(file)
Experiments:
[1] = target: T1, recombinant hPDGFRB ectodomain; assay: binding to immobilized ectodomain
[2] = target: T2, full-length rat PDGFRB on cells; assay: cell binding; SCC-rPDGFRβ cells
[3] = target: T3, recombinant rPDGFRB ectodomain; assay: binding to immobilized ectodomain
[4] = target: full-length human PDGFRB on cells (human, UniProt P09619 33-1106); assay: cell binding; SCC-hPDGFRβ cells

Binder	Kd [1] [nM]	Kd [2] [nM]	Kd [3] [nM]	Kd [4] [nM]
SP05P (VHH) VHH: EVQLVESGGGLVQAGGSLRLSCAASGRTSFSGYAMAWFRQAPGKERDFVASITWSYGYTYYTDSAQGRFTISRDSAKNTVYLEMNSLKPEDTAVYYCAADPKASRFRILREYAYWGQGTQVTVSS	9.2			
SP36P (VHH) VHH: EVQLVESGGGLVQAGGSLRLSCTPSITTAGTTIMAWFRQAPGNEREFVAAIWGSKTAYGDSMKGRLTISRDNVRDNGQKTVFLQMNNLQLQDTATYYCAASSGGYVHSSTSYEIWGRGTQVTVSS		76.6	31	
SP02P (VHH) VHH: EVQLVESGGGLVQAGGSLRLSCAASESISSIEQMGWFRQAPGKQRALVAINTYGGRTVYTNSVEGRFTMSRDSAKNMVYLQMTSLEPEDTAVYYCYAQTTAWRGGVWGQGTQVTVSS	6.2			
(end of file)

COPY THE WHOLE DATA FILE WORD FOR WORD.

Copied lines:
Experiments:
[1] = target: T1, recombinant hPDGFRB ectodomain; assay: binding to immobilized ectodomain
[2] = target: T2, full-length rat PDGFRB on cells; assay: cell binding; SCC-rPDGFRβ cells
[3] = target: T3, recombinant rPDGFRB ectodomain; assay: binding to immobilized ectodomain
[4] = target: full-length human PDGFRB on cells (human, UniProt P09619 33-1106); assay: cell binding; SCC-hPDGFRβ cells

Binder	Kd [1] [nM]	Kd [2] [nM]	Kd [3] [nM]	Kd [4] [nM]
SP05P (VHH) VHH: EVQLVESGGGLVQAGGSLRLSCAASGRTSFSGYAMAWFRQAPGKERDFVASITWSYGYTYYTDSAQGRFTISRDSAKNTVYLEMNSLKPEDTAVYYCAADPKASRFRILREYAYWGQGTQVTVSS	9.2			
SP36P (VHH) VHH: EVQLVESGGGLVQAGGSLRLSCTPSITTAGTTIMAWFRQAPGNEREFVAAIWGSKTAYGDSMKGRLTISRDNVRDNGQKTVFLQMNNLQLQDTATYYCAASSGGYVHSSTSYEIWGRGTQVTVSS		76.6	31	
SP02P (VHH) VHH: EVQLVESGGGLVQAGGSLRLSCAASESISSIEQMGWFRQAPGKQRALVAINTYGGRTVYTNSVEGRFTMSRDSAKNMVYLQMTSLEPEDTAVYYCYAQTTAWRGGVWGQGTQVTVSS	6.2			